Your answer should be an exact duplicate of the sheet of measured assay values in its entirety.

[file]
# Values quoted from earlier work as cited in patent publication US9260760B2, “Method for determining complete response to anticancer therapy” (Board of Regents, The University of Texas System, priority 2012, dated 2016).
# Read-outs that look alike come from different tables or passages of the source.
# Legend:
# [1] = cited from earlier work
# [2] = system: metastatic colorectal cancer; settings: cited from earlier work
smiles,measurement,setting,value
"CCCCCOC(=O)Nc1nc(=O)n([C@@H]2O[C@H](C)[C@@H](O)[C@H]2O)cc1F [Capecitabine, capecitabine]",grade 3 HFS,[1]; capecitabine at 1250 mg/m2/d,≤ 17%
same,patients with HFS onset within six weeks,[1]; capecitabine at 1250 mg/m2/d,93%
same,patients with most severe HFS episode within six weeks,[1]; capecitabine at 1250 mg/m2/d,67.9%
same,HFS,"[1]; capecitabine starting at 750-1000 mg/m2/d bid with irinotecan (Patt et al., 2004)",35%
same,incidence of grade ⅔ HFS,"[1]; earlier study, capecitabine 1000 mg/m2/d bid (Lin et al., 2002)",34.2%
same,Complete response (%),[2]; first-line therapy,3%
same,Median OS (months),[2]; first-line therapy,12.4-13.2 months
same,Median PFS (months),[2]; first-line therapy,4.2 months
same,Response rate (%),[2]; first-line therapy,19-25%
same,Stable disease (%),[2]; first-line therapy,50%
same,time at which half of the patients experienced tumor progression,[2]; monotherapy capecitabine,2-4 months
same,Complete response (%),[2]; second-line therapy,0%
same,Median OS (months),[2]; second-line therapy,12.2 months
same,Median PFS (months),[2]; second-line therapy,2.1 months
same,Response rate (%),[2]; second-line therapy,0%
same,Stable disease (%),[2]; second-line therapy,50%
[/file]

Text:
# Values quoted from earlier work as cited in patent publication US9260760B2, “Method for determining complete response to anticancer therapy” (Board of Regents, The University of Texas System, priority 2012, dated 2016).
# Read-outs that look alike come from different tables or passages of the source.
# Legend:
# [1] = cited from earlier work
# [2] = system: metastatic colorectal cancer; settings: cited from earlier work
smiles,measurement,setting,value
"CCCCCOC(=O)Nc1nc(=O)n([C@@H]2O[C@H](C)[C@@H](O)[C@H]2O)cc1F [Capecitabine, capecitabine]",grade 3 HFS,[1]; capecitabine at 1250 mg/m2/d,≤ 17%
same,patients with HFS onset within six weeks,[1]; capecitabine at 1250 mg/m2/d,93%
same,patients with most severe HFS episode within six weeks,[1]; capecitabine at 1250 mg/m2/d,67.9%
same,HFS,"[1]; capecitabine starting at 750-1000 mg/m2/d bid with irinotecan (Patt et al., 2004)",35%
same,incidence of grade ⅔ HFS,"[1]; earlier study, capecitabine 1000 mg/m2/d bid (Lin et al., 2002)",34.2%
same,Complete response (%),[2]; first-line therapy,3%
same,Median OS (months),[2]; first-line therapy,12.4-13.2 months
same,Median PFS (months),[2]; first-line therapy,4.2 months
same,Response rate (%),[2]; first-line therapy,19-25%
same,Stable disease (%),[2]; first-line therapy,50%
same,time at which half of the patients experienced tumor progression,[2]; monotherapy capecitabine,2-4 months
same,Complete response (%),[2]; second-line therapy,0%
same,Median OS (months),[2]; second-line therapy,12.2 months
same,Median PFS (months),[2]; second-line therapy,2.1 months
same,Response rate (%),[2]; second-line therapy,0%
same,Stable disease (%),[2]; second-line therapy,50%